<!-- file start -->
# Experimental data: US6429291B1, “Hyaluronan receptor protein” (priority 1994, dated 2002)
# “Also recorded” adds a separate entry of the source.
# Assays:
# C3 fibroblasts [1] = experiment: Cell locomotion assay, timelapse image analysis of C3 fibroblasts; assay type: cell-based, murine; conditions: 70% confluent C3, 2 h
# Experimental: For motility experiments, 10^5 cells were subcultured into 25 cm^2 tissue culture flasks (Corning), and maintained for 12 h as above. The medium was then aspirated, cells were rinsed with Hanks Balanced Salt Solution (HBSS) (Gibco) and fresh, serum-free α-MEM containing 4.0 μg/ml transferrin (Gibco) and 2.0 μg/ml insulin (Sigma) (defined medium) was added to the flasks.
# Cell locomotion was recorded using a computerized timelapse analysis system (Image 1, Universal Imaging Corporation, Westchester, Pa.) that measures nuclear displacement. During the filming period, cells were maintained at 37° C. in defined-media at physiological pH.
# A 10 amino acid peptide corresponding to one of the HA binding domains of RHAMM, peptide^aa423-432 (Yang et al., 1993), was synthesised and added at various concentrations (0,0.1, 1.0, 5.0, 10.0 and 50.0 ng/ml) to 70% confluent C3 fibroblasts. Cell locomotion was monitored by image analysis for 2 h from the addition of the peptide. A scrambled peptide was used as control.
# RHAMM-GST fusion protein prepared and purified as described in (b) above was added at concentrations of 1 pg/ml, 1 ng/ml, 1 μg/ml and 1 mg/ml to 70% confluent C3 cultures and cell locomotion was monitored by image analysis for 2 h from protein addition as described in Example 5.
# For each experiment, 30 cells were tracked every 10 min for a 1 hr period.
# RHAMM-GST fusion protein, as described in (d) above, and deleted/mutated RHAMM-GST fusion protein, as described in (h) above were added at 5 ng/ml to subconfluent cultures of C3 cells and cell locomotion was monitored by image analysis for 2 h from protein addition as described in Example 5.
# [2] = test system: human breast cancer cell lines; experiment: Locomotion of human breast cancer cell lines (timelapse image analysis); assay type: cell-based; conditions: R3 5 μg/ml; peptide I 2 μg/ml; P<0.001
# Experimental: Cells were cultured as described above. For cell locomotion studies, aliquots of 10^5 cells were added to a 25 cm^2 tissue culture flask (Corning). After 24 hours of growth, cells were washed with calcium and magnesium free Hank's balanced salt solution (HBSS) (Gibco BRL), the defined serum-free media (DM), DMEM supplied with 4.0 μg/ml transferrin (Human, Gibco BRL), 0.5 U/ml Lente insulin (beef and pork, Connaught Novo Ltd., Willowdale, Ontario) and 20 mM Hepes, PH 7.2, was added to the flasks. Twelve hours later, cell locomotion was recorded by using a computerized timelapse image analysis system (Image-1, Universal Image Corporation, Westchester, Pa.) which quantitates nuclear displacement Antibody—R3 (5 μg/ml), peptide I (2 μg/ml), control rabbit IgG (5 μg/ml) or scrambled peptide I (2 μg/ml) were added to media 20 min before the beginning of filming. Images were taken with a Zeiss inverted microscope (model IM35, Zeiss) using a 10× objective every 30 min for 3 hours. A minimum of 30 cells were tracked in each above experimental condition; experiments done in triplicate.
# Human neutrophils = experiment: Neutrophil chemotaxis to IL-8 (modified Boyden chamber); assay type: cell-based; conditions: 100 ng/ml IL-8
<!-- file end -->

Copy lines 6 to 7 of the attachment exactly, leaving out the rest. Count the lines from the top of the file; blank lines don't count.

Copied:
# Cell locomotion was recorded using a computerized timelapse analysis system (Image 1, Universal Imaging Corporation, Westchester, Pa.) that measures nuclear displacement. During the filming period, cells were maintained at 37° C. in defined-media at physiological pH.
# A 10 amino acid peptide corresponding to one of the HA binding domains of RHAMM, peptide^aa423-432 (Yang et al., 1993), was synthesised and added at various concentrations (0,0.1, 1.0, 5.0, 10.0 and 50.0 ng/ml) to 70% confluent C3 fibroblasts. Cell locomotion was monitored by image analysis for 2 h from the addition of the peptide. A scrambled peptide was used as control.